What a difference three months make. In the fourth quarter of 2019, the outlook among bankers about the economy and the state of the industry was solidly positive. But as a result of the COVID-19 pandemic and the uncertainty it has created, the view among bankers has sharply shifted direction.
Literally overnight — the night of March 26 — community banks answered the call to support small businesses fighting to survive COVID-19. In that one day, 3,700 institutions became new Small Business Administration lenders to support the Paycheck Protection Program.
With irrefutable evidence that the United States is in a recession, zealous market watchers are now searching for clues as to its size and scope. At ICBA, we took the liberty of crunching the numbers in search of some answers, and our conclusions point to a short, sharp, and spotty recession.
As ICBA’s Executive Brief on digital wallets demonstrated, consumer use of digital payments technology is increasing due to the convenience and speed these options offers. The same rings true when exploring digital payments apps.
As we continue our relentless focus on customers in need, we must not let our guard down in continuing to urge Congress, the agencies, and the public to “wake up” to an overly-opportunistic credit union industry.
Innovators see the world not as it is today but how it can be, which is why ICBA has pledged a three-year commitment to its ThinkTECH Accelerator program--to help community banks foster innovation and address their customers' evolving payment needs.
Launching a new lending initiative during a pandemic was a challenge in itself, but add in closed branches, remote customers, and government provisions, and community banks faced a trifecta of issues in entering this brave new world of lending.
When I really need to focus, I’ve noticed the process usually starts with decluttering both my mind and my environment. I love the quote, “Starve the distractions. Feed your focus.” To clear my mind before starting a project, I know that I have to be purposeful with my attention.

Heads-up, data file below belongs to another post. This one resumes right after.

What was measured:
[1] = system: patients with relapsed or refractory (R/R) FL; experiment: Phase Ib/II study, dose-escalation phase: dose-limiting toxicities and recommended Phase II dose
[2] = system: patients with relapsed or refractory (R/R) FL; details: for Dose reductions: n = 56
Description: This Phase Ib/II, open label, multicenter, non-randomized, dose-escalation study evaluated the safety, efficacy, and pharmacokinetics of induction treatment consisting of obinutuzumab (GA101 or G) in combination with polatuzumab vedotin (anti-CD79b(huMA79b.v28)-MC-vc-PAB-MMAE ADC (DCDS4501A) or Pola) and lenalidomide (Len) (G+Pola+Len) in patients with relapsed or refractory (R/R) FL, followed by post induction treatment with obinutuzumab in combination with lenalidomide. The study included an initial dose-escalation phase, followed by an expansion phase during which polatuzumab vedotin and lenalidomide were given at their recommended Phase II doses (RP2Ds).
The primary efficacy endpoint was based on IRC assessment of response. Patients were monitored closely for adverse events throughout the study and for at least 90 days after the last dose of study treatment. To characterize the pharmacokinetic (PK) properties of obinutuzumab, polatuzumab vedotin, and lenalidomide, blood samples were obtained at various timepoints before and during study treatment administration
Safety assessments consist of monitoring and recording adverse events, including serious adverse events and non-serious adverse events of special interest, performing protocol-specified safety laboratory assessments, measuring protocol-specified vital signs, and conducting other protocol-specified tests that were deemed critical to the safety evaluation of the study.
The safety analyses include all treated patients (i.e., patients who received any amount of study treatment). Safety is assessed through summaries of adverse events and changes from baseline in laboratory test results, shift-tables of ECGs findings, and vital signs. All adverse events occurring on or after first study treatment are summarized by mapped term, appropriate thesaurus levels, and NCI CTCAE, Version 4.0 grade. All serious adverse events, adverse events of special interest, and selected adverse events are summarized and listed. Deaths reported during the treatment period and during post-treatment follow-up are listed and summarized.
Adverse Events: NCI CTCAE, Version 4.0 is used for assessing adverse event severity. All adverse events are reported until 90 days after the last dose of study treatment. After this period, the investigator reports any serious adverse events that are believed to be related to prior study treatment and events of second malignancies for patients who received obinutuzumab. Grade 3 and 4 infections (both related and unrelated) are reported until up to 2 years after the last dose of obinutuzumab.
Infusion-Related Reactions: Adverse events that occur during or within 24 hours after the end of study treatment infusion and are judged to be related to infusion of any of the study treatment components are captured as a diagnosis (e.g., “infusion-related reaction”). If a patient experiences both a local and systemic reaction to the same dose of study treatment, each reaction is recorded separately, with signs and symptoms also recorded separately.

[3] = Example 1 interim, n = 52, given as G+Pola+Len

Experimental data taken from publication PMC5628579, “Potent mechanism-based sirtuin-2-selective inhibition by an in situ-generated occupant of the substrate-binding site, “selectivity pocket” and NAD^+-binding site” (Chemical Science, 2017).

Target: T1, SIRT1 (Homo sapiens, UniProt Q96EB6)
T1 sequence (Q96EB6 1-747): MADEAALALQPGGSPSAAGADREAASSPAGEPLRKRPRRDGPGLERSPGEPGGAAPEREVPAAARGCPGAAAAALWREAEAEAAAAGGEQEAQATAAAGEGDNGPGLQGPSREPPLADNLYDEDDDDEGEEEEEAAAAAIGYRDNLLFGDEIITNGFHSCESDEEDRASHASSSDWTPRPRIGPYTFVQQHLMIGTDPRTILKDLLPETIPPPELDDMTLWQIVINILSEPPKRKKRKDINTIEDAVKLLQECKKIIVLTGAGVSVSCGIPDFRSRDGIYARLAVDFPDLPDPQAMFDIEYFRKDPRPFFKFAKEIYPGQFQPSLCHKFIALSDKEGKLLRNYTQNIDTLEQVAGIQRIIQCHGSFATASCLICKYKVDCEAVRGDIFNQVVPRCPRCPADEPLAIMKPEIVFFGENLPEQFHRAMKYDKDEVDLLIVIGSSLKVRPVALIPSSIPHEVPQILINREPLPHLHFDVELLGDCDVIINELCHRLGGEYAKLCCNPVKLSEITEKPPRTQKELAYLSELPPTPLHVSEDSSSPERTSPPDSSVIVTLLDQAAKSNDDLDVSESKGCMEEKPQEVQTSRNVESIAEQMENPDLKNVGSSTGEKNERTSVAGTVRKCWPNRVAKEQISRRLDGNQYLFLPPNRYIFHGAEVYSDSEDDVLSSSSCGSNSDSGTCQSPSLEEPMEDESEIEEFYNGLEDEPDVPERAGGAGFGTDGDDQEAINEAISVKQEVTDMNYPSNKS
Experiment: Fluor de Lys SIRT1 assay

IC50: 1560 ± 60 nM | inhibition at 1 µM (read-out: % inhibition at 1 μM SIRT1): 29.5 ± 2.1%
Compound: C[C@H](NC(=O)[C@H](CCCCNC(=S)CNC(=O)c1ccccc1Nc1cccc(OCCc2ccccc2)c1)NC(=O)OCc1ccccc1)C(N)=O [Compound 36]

With the Senate considering Paycheck Protection Program reforms after the House passed its reform bill last week, now is the time for community banks to urge lawmakers to enact our recommended changes.
During the pandemic, three types of attacks and scams have risen sharply, and bankers should anticipate seeing more of these threats throughout the pandemic’s duration. This blog explains them and how you can protect your community bank.
With the pandemic representing a turning point in payments, community banks must take steps now to embrace digital channels without sacrificing the personal support customers expect from their community bank relationship.
The Small Business Administration just released long-sought guidance on submitting the initial SBA Form 1502 for Paycheck Protection Program loans. Lenders are required to submit the form to report on PPP loans and collect the processing fees on fully disbursed loans.
Despite numerous warnings from the FBI, IRS and others, fraudsters are capitalizing on the pandemic to take advantage of consumers, highlighting the importance of community banks in supporting their customers in their battle against this opportunistic fraud.
Necessity truly is the mother of invention. Community banks have all felt that over the past few weeks as they’ve implemented new innovations in response to the Paycheck Protection Program. But now we’ve moved into phase two: servicing these loans, which presents a new set of challenges.
Community banks had to beef up what they had in place and get creative to adequately address how to serve their customers amid a shutdown. And as the pandemic’s reach expanded, so too did the need to highlight the utility and usage of their digital offerings.